Here are a few stories that caught my attention in the commerce space this week.
Square gets Starbucks, cash and Howard Schultz
“Beginning this fall, Square will begin processing all U.S. credit and debit card transactions at participating Starbucks stores across their 7,000 locations. Pay with Square users will be able to find a nearby Starbucks in the Square Directory from their iPhone or Android smartphone.”
Ha notes in his post that as part of the partnership, Starbucks also is ponying up $25 million in series D funding for Square and offering up its CEO, Howard Schultz, to serve on Square’s board of directors.
“At the moment, Pay with Square is accepted at around 40,000 locations — mostly neighborhood businesses such as independent coffee shops, restaurants and beauty salons. The agreement with Starbucks will put it in a major nationwide chain for the first time, and therefore puts it in closer competition with Google Wallet, which is already accepted at Home Depot, Office Depot, Starbucks rival Peet’s, Macy’s, RadioShack, 7-Eleven and other major merchants.”
Another important aspect of the agreement is that Starbucks will promote other local Pay with Square merchants “from within a variety of Starbucks digital platforms, including the Starbucks Digital Network and eventually the Starbucks mobile payment application.” As Ha notes in his post, “this catapults Square into the mainstream consciousness for the millions of drones who drop by their local Starbucks on the way to work.”
And the winner is …
There’s a lot at stake in the race to control the blossoming mobile commerce market. A new report from ABI research predicts that by the end of 2017, 24.4% of online revenue will come from mobile commerce. And given that the mobile device market is just starting to boom, that percentage is likely to increase.
Consumer goods analyst Austin Smith interviewed with Isaac Pino at The Motley Fool this week and declared eBay, Amazon and Google early winners of mobile commerce race.
Smith highlights several reasons for his choices. EBay, he notes, sells 8,000 cars per week on eBay Mobile, and he also points out that eBay’s PayPal division is expected to handle $10 billion in transactions next year. As for Amazon, Smith says the company recently saw mobile sales top $1 billion and pointed to its ever-growing ecosystem of tablets and a possible transition toward a phone. And for Google, Smith reasons that “there are very few companies out there that have as powerful data analytics as Google … virtually no company has better data about how you shop.”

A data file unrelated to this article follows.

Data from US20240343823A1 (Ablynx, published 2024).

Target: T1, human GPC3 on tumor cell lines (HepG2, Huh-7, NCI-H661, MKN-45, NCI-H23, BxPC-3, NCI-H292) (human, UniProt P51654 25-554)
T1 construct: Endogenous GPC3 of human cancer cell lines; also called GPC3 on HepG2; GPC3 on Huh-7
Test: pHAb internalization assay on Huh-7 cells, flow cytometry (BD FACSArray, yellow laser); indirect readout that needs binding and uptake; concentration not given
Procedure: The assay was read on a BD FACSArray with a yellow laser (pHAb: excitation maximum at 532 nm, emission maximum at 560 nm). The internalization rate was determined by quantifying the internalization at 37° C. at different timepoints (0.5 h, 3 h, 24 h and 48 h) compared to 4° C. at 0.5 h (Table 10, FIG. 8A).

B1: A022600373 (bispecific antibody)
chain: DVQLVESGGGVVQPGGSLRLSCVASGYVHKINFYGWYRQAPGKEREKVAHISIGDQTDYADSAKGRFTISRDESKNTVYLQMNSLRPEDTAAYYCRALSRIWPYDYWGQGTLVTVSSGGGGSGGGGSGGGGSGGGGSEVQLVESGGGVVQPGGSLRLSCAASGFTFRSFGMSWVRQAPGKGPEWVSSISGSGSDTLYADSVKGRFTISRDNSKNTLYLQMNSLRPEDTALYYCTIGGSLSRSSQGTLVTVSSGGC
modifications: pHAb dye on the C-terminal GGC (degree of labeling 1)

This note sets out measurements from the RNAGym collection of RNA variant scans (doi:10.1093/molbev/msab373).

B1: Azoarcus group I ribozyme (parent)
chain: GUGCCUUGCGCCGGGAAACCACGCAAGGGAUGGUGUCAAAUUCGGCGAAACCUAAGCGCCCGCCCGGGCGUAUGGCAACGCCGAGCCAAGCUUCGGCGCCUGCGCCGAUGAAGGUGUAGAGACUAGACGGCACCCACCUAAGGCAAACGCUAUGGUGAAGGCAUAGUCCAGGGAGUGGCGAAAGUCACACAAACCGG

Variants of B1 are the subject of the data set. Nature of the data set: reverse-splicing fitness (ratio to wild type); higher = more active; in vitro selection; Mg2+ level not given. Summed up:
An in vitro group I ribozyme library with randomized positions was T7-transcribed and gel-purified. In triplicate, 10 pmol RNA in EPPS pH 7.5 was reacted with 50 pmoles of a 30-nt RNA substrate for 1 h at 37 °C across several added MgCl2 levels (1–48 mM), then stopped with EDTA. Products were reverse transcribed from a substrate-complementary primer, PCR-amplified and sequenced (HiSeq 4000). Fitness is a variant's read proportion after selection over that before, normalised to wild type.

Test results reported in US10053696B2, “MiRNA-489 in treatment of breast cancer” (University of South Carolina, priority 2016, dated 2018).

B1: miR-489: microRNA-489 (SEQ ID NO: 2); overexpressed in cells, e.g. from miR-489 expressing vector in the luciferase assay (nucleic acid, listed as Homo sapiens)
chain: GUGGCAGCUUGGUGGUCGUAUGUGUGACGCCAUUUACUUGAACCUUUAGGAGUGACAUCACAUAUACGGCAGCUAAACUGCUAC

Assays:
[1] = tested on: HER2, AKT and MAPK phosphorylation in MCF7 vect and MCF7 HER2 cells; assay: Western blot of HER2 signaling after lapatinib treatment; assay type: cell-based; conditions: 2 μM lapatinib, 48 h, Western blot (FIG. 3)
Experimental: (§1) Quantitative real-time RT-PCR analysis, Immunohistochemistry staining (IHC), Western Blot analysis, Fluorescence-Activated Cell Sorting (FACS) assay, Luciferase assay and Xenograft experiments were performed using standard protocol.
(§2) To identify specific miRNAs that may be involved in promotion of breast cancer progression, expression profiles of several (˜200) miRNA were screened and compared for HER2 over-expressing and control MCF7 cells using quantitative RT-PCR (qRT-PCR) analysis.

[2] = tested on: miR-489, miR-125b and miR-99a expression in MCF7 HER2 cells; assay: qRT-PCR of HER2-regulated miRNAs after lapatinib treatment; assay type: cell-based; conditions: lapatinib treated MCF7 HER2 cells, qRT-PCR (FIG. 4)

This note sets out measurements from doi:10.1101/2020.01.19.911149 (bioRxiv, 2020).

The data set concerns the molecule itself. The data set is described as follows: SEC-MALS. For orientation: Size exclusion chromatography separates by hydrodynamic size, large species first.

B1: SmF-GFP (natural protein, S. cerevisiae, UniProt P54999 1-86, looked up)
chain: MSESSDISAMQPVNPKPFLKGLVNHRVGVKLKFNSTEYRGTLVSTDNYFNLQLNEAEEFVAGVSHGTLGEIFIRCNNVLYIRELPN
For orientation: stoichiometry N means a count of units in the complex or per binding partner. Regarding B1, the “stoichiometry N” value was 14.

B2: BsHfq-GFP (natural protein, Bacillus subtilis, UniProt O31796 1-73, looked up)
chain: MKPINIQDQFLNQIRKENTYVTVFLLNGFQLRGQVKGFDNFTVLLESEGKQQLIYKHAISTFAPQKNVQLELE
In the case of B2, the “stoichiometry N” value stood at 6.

Keeping itself in the winner’s circle for now, eBay announced this week that the eBay Now mobile app will allow shoppers to order products from local retailers, with same-day delivery (a service Amazon has also been rumored to be pursuing). According to a report at Reuters, eBay is testing the app with a number of retailers, including Target, Best Buy, Macy’s and Walgreens, in the San Francisco market. The report describes the consumer experience:
“Shoppers involved in the test can download the app onto mobile devices such as Apple’s iPhone and iPad, then search for products to buy from local stores in San Francisco. When they find a product, users press a ‘Bring It’ button and the order is sent to couriers. The courier closest to the product accepts the order, drives to the store to pick up the product and then delivers it to the shopper’s home. Customers pay when the product arrives.”
According to the report, the first three deliveries are free, and “after that, delivery is $5 for the test period, and the minimum order is $25.”
The secret to winning the mobile wallet race
Forrester Research senior analyst Denee Carrington has a new report out this week on the mobile wallet wars. In a post at Forbes, Carrington shares a few takeaways from her research, including the secret to winning the mobile wallet race:
“Winning wallets will be convenient to use, contextually relevant, with a compelling experience. Moving the needle on the adoption of digital wallets — particularly for mobile digital wallets — will require infusion of significant value throughout the purchase journey before, during, and after payment. Winning solutions will bring this to life through greater convenience, contextual relevance, and a compelling purchase experience.”
Carrington also takes a look at the market dynamics and competitive nature of the mobile wallet landscape, and argues that NFC wallets may not reign victorious in the end. Hardware-agnostic wallets face fewer hurdles and thus will enjoy faster adoption. You can read more of Carrington’s insights here and find her full report here.
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